Why Win Today When You Can Win Tomorrow?

Mar 4, 2004 at 12:00 AM


After a slew of prominent veteran releases, general manager Terry Donahue had this to say about the future of the San Francisco Forty-Niners: "As we see it, the future looks really bright."

By "we" he means him and his imaginary friend Tito, right?

Wasn’t it just a few years ago that fans heard "We are looking ahead to the future?" Wasn’t the future supposed to be now? Didn’t the 49ers already go through the re-building process in order to get to this point? At this rate, the 49ers make themselves over more often than Michael Jackson’s ever-so-static facial features.

The future looks painful at best, especially for Tim Rattay and Dennis Erickson.
"But Tim looked great last season!" Yeah, so did Kurt Warner before he was pummeled over, and over, and over, and over. Don’t get me wrong; Tim Rattay is an excellent quarterback. He posted phenomenal numbers last year. He led the team to their only back-to-back wins last season. As I have said before, he is a prototypical Erickson quarterback. He has a strong arm, makes quick decisions, and throws a deep ball prettier than the cover of this month’s Sport’s Illustrated Swimsuit Issue. What good is all that if he’s on his back looking up because the pocket disintegrated around him?

The release of Derrick Deese and Ron Stone assure the fact that the 49ers will be less effective passing and running the ball. Deese had not allowed a sack from Garcia’s blind side in two seasons. Even on a gimpy ankle he provided Garcia with enough protection to under throw the ball. Kwame Harris was inconsistent in his time in the trenches. He would allow mediocre defensive ends beat him with mediocre moves. Harris will eventually be a great offensive tackle, but trial by fire on the quarterback’s blind side is not the preferred method in the NFL.

Moreover, Green Bay exposed Rattay’s weakness: his mobility, or lack thereof. The mantra when facing Rattay is simple: blitz him hard and blitz him often. He doesn’t slip out of the pressure like Tom Brady, and he doesn’t run around like Jeff Garcia. He’s more like Marc Bulger, which is a good thing for Erickson’s offense. The wide-open one-back offense necessitates a quarterback that will let the play develop. Without an anchor on the left side, however, defensive linemen can start licking their chops.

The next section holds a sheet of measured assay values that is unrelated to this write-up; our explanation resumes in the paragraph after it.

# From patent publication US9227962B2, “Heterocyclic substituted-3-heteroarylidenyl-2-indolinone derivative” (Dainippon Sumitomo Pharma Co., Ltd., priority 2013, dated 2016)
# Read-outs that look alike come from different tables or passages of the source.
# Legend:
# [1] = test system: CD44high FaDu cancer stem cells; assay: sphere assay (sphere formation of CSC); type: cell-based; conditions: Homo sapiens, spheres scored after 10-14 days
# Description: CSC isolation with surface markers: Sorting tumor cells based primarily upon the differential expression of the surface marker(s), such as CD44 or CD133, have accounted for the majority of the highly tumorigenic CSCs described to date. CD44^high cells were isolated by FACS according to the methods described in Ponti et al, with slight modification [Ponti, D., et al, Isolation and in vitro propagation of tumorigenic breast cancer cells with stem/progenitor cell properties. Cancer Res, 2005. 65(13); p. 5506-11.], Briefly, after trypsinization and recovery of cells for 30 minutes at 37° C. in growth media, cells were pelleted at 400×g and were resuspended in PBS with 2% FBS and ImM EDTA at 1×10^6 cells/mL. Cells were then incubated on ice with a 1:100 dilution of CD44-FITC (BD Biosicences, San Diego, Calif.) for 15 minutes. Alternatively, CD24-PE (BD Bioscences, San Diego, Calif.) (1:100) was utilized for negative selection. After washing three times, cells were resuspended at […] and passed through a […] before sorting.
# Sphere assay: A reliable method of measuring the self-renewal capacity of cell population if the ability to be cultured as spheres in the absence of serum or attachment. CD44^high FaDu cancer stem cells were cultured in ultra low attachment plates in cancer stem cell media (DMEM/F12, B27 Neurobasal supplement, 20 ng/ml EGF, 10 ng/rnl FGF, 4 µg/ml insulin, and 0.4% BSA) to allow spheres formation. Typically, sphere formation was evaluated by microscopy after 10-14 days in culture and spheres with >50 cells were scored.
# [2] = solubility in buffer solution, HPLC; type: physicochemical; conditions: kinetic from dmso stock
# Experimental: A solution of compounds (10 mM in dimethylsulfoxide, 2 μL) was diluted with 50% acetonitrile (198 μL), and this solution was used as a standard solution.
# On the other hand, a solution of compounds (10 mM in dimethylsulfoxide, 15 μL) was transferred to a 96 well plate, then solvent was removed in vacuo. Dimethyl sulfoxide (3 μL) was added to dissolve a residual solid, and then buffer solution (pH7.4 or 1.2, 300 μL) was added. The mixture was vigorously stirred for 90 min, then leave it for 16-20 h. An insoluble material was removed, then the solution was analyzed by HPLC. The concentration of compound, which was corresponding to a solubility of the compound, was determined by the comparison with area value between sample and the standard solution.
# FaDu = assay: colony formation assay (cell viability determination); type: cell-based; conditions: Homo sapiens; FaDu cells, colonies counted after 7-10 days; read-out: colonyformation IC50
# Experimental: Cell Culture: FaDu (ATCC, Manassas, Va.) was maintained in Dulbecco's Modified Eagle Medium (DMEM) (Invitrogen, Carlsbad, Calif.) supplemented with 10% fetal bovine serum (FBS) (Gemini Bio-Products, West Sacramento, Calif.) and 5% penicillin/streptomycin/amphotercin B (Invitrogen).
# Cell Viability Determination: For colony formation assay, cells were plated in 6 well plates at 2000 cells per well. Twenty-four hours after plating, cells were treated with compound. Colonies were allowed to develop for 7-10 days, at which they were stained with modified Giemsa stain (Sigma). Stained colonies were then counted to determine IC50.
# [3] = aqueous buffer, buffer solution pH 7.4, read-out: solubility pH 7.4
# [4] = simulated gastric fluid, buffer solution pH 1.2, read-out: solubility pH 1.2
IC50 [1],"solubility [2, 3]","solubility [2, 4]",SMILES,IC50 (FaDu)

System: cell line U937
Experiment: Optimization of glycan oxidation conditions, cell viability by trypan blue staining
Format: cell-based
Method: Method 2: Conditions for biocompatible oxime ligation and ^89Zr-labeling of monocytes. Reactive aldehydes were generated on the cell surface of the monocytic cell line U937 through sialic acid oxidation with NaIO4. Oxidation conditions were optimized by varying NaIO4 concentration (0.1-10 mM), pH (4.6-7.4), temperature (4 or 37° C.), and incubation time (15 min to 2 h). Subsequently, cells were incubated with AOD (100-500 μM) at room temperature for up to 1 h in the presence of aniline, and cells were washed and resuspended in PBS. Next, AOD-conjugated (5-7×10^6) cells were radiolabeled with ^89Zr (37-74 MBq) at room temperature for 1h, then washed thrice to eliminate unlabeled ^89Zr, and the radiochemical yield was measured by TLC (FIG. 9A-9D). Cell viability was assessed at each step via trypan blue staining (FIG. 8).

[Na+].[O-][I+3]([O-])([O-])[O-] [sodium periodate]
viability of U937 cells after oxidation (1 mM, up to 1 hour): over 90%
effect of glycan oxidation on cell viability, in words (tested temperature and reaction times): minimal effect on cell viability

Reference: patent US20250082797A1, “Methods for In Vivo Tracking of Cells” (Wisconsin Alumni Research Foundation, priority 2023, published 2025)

Deese was the anchor, but Ron Stone was the bulldozer. The 49ers bread and butter running play was a power run behind Stone and center Jeremy Newberry. Now, the 49ers will have to make due with an offensive line that is missing two of its three best players. Combine this with the fact that the o-line’s depth was as thin as Kate Moss on a diet and you have an unsatisfying recipe for disaster. At least the 49ers will have an extra draft pick to use on an offensive lineman after "Owens-Gate."

As for Erickson? Well, we need only take one look at his tenure in Seattle to know that he is not the man for a re-building project. Sports pundits always cite the fact that the Seahawks were in disarray throughout Erickson’s time there. How do the 49ers look any different now? They have no leaders, a brand-spankin’ new coaching squad, a comatose GM, and a reviled owner who is not willing to pay $1.4 million to keep a proven Pro-Bowl performer at right guard. They have players refusing to sign offer sheets in order to "test the free-agent waters." When did Ken Norton, Gary Plummer, Steve Young or Jerry Rice ever want to test the waters? They didn’t. They wanted to stay on, restructure, and win.

Wait, what does that word mean? Is it like...saving money?

If the NFL handed out Lombardi Trophies for penny pinching, 49er fans would be falling over themselves to applaud John York. The 49er’s brass is touting the $4 million they will save in 2005 and the $14 million they will save in 2006. What do fans do in the meantime? John York has been talking about the "future" since he arrived.

If I could say one thing to Terry Donahue and John York it would simply be this: Do not be so naïve as to assume that when you sign someone to a contract that will pay them 9 million they will be willing to take 4.5 million. Make smart decisions when you negotiate contracts, and make smart decisions when you release players. For someone as business minded as John York, the simple concept of "investments" seems impossible to grasp. He didn’t understand it when he hired a head coach. He proved once again by releasing Stone that he just cant understand how $1.4 million this year would have kept more than a right guard; it would have retained a mentor for the offensive lineman he will draft. It would have protected his new, young quarterback. It would have kept some semblance of locker room stability.

But instead the 49ers will make a run for the whole enchilada in 2006. The 49er faithful have been looking ahead to the future since 1999. As Zack De La Rocha so eloquently put it, "It has to start somewhere, it has to start sometime. What better place than here, what better time than now?"
The views within this article are those of the writer and, while just as important, are not necessarily those of the site as a whole.


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